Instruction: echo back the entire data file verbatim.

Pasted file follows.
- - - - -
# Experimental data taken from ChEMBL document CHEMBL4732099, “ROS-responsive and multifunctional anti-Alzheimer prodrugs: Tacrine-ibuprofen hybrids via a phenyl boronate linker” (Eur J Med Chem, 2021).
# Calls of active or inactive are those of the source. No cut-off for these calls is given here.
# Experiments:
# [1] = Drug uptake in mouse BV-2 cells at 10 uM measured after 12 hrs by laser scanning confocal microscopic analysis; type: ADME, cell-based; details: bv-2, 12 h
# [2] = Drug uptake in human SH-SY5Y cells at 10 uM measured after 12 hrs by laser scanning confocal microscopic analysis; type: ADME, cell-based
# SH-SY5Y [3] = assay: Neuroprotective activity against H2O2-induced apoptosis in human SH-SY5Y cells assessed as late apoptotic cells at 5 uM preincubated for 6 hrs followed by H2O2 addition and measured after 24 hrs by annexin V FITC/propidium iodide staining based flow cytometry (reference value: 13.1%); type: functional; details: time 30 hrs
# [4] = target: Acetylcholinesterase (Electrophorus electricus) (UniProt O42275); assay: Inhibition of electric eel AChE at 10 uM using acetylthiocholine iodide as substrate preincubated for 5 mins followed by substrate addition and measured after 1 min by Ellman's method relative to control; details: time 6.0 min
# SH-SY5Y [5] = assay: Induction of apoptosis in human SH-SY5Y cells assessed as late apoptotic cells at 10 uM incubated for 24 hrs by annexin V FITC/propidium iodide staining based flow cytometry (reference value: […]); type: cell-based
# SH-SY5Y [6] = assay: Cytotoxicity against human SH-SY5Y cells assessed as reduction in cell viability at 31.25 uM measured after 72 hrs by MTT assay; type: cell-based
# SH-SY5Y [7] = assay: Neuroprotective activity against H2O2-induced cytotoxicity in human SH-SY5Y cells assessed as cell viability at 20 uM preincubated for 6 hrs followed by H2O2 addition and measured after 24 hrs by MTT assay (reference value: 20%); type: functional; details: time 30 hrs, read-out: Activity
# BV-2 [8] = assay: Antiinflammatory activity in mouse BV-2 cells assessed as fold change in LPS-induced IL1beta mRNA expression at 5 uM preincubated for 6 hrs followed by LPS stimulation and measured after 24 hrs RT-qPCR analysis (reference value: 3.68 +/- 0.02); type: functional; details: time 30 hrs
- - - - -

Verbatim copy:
# Experimental data taken from ChEMBL document CHEMBL4732099, “ROS-responsive and multifunctional anti-Alzheimer prodrugs: Tacrine-ibuprofen hybrids via a phenyl boronate linker” (Eur J Med Chem, 2021).
# Calls of active or inactive are those of the source. No cut-off for these calls is given here.
# Experiments:
# [1] = Drug uptake in mouse BV-2 cells at 10 uM measured after 12 hrs by laser scanning confocal microscopic analysis; type: ADME, cell-based; details: bv-2, 12 h
# [2] = Drug uptake in human SH-SY5Y cells at 10 uM measured after 12 hrs by laser scanning confocal microscopic analysis; type: ADME, cell-based
# SH-SY5Y [3] = assay: Neuroprotective activity against H2O2-induced apoptosis in human SH-SY5Y cells assessed as late apoptotic cells at 5 uM preincubated for 6 hrs followed by H2O2 addition and measured after 24 hrs by annexin V FITC/propidium iodide staining based flow cytometry (reference value: 13.1%); type: functional; details: time 30 hrs
# [4] = target: Acetylcholinesterase (Electrophorus electricus) (UniProt O42275); assay: Inhibition of electric eel AChE at 10 uM using acetylthiocholine iodide as substrate preincubated for 5 mins followed by substrate addition and measured after 1 min by Ellman's method relative to control; details: time 6.0 min
# SH-SY5Y [5] = assay: Induction of apoptosis in human SH-SY5Y cells assessed as late apoptotic cells at 10 uM incubated for 24 hrs by annexin V FITC/propidium iodide staining based flow cytometry (reference value: […]); type: cell-based
# SH-SY5Y [6] = assay: Cytotoxicity against human SH-SY5Y cells assessed as reduction in cell viability at 31.25 uM measured after 72 hrs by MTT assay; type: cell-based
# SH-SY5Y [7] = assay: Neuroprotective activity against H2O2-induced cytotoxicity in human SH-SY5Y cells assessed as cell viability at 20 uM preincubated for 6 hrs followed by H2O2 addition and measured after 24 hrs by MTT assay (reference value: 20%); type: functional; details: time 30 hrs, read-out: Activity
# BV-2 [8] = assay: Antiinflammatory activity in mouse BV-2 cells assessed as fold change in LPS-induced IL1beta mRNA expression at 5 uM preincubated for 6 hrs followed by LPS stimulation and measured after 24 hrs RT-qPCR analysis (reference value: 3.68 +/- 0.02); type: functional; details: time 30 hrs